All companies want to launch new products that steal customers away from competitors. But sometimes you just end up stealing sales away from yourself.
Product cannibalization can affect companies of all shapes and sizes. It’s happened to Kodak and Coca-Cola, while the likes of Apple and P&G have done it intentionally. Read on to find out everything you need to know about product cannibalization.
What Is Product Cannibalization?
Product cannibalization – also known as corporate cannibalism or market cannibalization – happens when a company’s new product displaces an existing one.
In other words, it reduces purchases of an older product and eats away at your own sales.
Total product cannibalization results in sales growth for a new product, but the company’s overall market share doesn’t increase. This can happen when a company launches a completely new product or a variation of an older product.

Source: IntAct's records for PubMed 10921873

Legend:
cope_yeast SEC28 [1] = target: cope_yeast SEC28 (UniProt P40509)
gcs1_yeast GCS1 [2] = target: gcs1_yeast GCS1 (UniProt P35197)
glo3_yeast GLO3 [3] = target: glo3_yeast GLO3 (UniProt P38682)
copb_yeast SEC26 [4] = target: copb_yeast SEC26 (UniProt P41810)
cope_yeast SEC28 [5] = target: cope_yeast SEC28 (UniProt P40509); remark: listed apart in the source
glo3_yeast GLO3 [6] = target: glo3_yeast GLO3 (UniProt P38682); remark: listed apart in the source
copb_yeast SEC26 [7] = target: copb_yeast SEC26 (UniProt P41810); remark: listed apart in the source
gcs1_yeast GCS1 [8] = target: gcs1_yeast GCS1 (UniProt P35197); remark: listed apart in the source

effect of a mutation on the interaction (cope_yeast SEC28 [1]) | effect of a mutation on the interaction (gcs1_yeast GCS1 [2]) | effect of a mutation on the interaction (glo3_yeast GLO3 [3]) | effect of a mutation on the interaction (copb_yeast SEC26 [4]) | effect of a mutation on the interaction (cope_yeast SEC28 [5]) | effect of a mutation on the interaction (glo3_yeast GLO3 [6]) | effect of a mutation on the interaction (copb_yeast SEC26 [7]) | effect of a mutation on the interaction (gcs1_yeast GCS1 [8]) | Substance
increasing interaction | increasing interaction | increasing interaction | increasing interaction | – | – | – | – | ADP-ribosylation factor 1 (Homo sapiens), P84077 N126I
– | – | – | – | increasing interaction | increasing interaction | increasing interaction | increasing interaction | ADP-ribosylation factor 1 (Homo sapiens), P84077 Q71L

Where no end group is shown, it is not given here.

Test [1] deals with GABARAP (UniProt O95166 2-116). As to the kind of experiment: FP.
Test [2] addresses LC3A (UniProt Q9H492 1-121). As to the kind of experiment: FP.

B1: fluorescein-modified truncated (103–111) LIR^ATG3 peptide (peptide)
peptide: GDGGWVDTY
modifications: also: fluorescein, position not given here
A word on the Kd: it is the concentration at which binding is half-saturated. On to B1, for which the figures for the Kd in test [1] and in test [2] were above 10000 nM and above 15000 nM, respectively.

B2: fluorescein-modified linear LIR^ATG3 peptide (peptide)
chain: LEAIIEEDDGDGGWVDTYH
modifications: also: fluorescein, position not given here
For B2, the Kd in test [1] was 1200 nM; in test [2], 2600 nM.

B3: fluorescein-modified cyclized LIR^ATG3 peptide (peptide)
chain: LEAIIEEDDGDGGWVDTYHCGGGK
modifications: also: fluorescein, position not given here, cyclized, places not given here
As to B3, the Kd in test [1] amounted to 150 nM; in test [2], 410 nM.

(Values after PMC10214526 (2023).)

Depending on production costs, product cannibalization can really hurt a company’s bottom line. But sometimes companies deliberately do it to stay competitive and provide their customers with more choices.
What Causes Product Cannibalization?
Prior to launching, it’s important to make sure new products are significantly different from older models in terms of design, features, audience or pricing.
Let’s take a closer look at some of the causes of product cannibalization:
1. Failing to Reach New Audiences
If a new item shares the same customer base as an already existing product, it’s bound to attract the same audience and split sales.
2. Creating Comparable Products
If a new product doesn’t offer something different, like a quirky feature, a unique aesthetic or a new use case, you’ll attract the same customers and product cannibalization could become a problem.
3. Miscalculated Pricing
If not carefully implemented, low-priced products can steal significant sales away from more expensive products – particularly if there is little to differentiate them in terms of features or design. This can devastate profits.
Deliberate Product Cannibalization
Market cannibalization isn’t always a bad thing. Many companies do it deliberately to stay competitive, put customers first or expand their market share just a little.